• Bring up financial criteria and valuation ranges as early as possible when speaking to potential acquisition targets to save everyone time
  • A company that is too large or too small as an acquisition target may still be worth talking to for information
  • You must immediately sound useful, credible or relevant to the owner; deep industry analysis should already have been performed at this stage
  • Tradeshows can be a critical source of dealflow
  • If a particular owner is not willing to sell, ask if he knows others who are
  • “River Guides” are typically compensated with a deal success fee, usually .5-1% of total deal size
  • Boutique investment banks, accounting firms and legal practices specializing in the industry in question are also a good source of deals
  • The business broker community itself is extremely large and fragmented; could be a good rollup target?
  • Often, brokered deals are only shown if a private equity investor with committed capital has already passed on the deal, presenting an adverse selection problem
  • Involve your financing sources (such as lenders and investors) early in the deal process to ensure their commitment and familiarity

“Evaluating Target Businesses”

  • Principles of time management: clarify goals of each stage of evaluation and structure work to meet those goals; recognize that perfect information is an unrealistic goal; keep a list of prioritized items impacting the go/no-go decision
  • Stages: first pass, valuation/LOI, comprehensive due diligence
  • It is in the best interest of the SFer to tackle core business issues personally during due diligence as it is the best way to learn the details of the business being taken over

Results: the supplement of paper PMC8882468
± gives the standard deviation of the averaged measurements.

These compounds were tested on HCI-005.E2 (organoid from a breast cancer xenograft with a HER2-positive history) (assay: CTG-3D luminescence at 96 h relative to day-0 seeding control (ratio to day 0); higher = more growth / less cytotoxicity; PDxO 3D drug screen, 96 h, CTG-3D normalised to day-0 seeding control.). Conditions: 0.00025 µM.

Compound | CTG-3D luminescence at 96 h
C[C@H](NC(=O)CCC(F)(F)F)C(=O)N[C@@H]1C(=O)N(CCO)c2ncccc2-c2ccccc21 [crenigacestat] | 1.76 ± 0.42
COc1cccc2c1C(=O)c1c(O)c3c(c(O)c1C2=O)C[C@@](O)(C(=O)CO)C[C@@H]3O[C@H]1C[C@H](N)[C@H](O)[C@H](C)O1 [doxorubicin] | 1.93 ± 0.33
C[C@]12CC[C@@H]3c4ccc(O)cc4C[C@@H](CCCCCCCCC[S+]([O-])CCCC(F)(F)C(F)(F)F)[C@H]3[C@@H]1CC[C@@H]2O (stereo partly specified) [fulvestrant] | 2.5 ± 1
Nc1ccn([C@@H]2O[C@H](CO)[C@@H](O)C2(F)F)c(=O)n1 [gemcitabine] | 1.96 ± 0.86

• Adding back the expenses of a failed product launch rewards the seller for a bad business decision; adding back growth expenses gives the seller the double benefit of capturing the growth without reflecting its true cost
  • Due diligence may also uncover deductions to EBITDA or unrealized expenses that reduce the “normalized” level of earnings (undermarket rents, inadequate insurance coverage, costs to upgrade existing systems, etc.)

“Transitioning Ownership and Management”

  • Create a detailed “Transition Services Agreement” with the seller, a legal contract where specific roles, responsibilities, defined time commitments and compensation are agreed prior to the transaction close
  • The first 100 days should be dedicated to learning the business
  • Businesses consist of people, and people need communication; great leaders are always great communicators
  • “Don’t listen to complaints about your predecessor, this can lead to a swamp and you don’t want to be mired there.”
  • The goal is to learn, not to make immediate changes
  • Outwork everyone; be the first person in and the last to leave
  • Many SFers insert themselves into the cash management process during the transition period by reviewing daily sales, invoices and receipts and signing every check/payment made by the company
  • The company’s board should be a mix of deep operational experience, specific industry or business model experience and financial expertise
  • The seeds of destruction for new senior leaders are often sown in the first 100 days

Quotes – Configuration & Rearrangement (#philosophy, #physics)

All unhappiness is configuration, all happiness is rearrangement. Your life lacks nothing, the universe contains within it everything, you need only order it as you like.

~Anonymous